While we’re thrilled with his resurrection, it does bring to light some serious credibility issues with regard to the originator of last week’s fishing report. But then, dear reader, you already knew that.
The good news is that Troy recovers quickly from such episodes (practice, of course, making perfect) and was ready to get back on the water. We whacked a couple-hundred white bass in a short three-hour stretch (no April Fools joke, I swear, it was silly), laughing and joking and retrieving our two-inch chartreuse-and-white clousers from the lips of fish after fish as if nothing had happened the day before.
And you know, my friends, it's quite possible that nothing had.
But then again...
Wednesday, April 1, 2015
“Be sure to bring your headlamp.”
It was an odd instruction given that I was to meet him at noon. Everything else he’d suggested – sturdy boots, rugged clothes, large dark streamers – made sense.
“And a 7 or 8wt. But it needs to be short.”
I’ve visited a lot of odd places with Troy. He has a knack for finding local out-of-the-way fish and figuring out how to catch them. Landlocked stripers in Jordan, gars with rope flies on the Neuse, bowfin cruising those out-of-the-way Durham floodplain impoundments, contraband carp from golf courses unnamed. Not your classic fly fishing fare, but never boring and always for targets with some kick. So when he suggests that we try something new, I don’t ask anymore. I just go.
I’d been bitching all week about how cold our streams still ran, delaying the late March white bass run and keeping the largemouths’ lips locked up tight. I’d had enough winter trout (enough goddam nymphing) and was itching to get the warmwater season going. Troy’s call was a ray of hope.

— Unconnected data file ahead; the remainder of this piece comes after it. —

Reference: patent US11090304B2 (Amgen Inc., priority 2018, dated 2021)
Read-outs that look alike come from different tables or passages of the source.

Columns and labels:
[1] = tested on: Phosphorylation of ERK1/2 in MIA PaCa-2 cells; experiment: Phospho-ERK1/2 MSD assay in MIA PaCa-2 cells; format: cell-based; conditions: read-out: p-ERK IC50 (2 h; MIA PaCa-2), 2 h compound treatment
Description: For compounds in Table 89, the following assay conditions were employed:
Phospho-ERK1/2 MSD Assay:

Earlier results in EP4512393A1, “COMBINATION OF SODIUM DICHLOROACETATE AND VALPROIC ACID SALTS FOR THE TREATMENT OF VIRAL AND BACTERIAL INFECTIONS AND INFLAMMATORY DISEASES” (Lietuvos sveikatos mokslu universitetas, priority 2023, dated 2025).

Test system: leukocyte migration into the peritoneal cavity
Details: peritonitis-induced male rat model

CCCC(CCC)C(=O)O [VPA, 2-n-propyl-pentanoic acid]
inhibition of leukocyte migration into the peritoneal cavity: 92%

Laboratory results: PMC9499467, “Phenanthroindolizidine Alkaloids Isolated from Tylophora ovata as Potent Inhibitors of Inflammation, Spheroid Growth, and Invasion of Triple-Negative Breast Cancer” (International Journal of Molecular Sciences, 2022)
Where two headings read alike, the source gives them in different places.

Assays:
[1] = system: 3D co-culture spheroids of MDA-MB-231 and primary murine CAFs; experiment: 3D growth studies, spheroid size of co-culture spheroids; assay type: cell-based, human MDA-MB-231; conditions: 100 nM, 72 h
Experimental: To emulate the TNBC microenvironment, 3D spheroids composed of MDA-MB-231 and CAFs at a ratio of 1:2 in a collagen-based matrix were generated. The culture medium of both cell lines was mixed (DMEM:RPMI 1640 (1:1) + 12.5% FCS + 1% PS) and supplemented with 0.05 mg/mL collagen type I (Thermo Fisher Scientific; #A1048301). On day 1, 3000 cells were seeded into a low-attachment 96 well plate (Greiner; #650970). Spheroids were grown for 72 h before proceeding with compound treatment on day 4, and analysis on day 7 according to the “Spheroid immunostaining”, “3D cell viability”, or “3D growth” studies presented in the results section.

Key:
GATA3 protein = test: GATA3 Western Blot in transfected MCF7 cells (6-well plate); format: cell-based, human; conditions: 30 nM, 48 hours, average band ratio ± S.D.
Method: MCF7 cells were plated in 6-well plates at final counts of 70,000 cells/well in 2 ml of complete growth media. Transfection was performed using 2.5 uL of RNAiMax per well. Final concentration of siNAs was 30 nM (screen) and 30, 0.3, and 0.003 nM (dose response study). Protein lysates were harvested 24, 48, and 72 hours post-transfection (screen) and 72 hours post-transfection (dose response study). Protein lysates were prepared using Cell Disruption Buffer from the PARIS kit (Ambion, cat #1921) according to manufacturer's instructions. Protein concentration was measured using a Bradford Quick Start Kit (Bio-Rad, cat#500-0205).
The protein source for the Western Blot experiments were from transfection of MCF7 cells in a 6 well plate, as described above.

“There’s something we’ve got to go do.”
We met, the next day, just a stone’s throw from downtown Raleigh, behind a long, single-story brick building occupied by two hair salons, a nail parlor, and a dingy old laundromat. Beyond the back lot, where the stylists parked, the ground fell away to a trickle, barely wet, one of the many small creeks that interlace the capitol and ultimately coalesce to find their way to the Neuse.
We rigged and I noticed that Troy didn’t have his usual gear. His favorite Orvis was replaced by a stubby off-brand stick, thick in the butt and no more than six feet in length. My 7’10” bass rod seemed huge.
We dropped to the water below our parked trucks and, to my surprise, turned upstream, not down, towards the Volkswagon dealership and the heart of the city, shortly arriving at a small muddy pool below a culvert that burrowed under Wake Forest Road. Sunfish, I thought, or maybe a few small Roanokes. Pretty dull stuff and a waste of an 8wt. I’d hoped for more.
But Troy didn’t stop at the pool. Instead, he climbed along its littered edge and hoisted himself into the opening.
“What are you waiting for?”
I followed, though not easily as the rough-edged culvert extended a couple of feet above and out over the stream, and shuffled along behind him, beneath the roadway, head bowed and back bent in the four-foot space, all the while wondering why we hadn’t just climbed to the surface to cross. An easier portage, it seemed, than going underneath.
But Troy stopped mid-tunnel, switched on his headlamp, and turned left into an opening that I had not yet seen; a passage that ran parallel, and under, the roadway median, accessed through an old steel grate door that Troy opened with no small effort. I followed him through the gate, down a handful of steep cement steps that ended at the lip of a hole into which a ladder descended; iron wrungs imbedded into the concrete sides of a ten foot drop. At the bottom, another pipe.